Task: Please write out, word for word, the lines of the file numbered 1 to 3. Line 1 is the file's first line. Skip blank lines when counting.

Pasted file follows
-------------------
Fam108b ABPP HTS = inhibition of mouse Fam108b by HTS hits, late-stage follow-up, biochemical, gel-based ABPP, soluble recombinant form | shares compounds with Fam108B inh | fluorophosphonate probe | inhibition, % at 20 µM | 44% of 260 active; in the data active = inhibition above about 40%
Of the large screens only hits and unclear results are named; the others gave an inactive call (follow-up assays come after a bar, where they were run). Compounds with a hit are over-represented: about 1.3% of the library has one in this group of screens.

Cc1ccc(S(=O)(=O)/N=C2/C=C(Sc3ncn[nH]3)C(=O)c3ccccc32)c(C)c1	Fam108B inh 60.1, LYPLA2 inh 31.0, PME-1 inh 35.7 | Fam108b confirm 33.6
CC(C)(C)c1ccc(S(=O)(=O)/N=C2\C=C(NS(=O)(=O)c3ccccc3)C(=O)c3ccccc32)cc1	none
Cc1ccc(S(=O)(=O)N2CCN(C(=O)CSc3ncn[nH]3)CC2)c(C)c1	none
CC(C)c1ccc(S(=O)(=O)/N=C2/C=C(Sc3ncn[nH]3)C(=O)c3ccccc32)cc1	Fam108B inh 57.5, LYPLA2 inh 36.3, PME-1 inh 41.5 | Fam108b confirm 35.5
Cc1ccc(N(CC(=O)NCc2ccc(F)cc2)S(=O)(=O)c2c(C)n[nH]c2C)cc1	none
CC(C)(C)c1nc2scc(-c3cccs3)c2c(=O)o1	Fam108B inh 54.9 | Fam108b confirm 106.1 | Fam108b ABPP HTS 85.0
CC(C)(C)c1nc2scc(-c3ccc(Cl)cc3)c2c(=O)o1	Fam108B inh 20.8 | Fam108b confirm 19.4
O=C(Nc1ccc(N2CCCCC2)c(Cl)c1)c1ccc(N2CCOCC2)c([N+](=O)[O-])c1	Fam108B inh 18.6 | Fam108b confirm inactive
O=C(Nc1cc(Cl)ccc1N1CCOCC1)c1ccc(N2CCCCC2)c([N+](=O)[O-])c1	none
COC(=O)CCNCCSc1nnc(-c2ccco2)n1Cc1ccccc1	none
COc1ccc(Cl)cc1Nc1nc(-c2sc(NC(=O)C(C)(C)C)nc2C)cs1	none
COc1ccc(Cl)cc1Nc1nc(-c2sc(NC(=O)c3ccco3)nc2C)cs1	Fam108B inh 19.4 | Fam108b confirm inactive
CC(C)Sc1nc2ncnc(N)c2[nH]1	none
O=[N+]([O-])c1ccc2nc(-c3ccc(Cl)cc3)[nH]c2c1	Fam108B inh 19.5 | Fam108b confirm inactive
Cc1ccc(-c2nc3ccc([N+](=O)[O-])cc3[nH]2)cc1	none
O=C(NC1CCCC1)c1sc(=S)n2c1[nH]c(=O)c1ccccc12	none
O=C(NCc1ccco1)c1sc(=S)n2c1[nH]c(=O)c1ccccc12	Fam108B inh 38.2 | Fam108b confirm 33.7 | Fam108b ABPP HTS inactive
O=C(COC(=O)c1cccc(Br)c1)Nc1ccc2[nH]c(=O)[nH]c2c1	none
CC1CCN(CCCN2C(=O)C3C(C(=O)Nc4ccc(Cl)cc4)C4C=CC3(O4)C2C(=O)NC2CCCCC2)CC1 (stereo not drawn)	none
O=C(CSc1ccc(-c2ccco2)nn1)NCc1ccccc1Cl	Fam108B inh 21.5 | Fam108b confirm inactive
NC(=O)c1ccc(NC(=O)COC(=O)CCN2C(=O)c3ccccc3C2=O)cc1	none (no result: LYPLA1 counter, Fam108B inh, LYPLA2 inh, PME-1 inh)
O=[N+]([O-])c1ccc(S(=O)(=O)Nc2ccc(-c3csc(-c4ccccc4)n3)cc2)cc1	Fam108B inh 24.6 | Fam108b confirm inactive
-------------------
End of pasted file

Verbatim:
Fam108b ABPP HTS = inhibition of mouse Fam108b by HTS hits, late-stage follow-up, biochemical, gel-based ABPP, soluble recombinant form | shares compounds with Fam108B inh | fluorophosphonate probe | inhibition, % at 20 µM | 44% of 260 active; in the data active = inhibition above about 40%
Of the large screens only hits and unclear results are named; the others gave an inactive call (follow-up assays come after a bar, where they were run). Compounds with a hit are over-represented: about 1.3% of the library has one in this group of screens.

Cc1ccc(S(=O)(=O)/N=C2/C=C(Sc3ncn[nH]3)C(=O)c3ccccc32)c(C)c1	Fam108B inh 60.1, LYPLA2 inh 31.0, PME-1 inh 35.7 | Fam108b confirm 33.6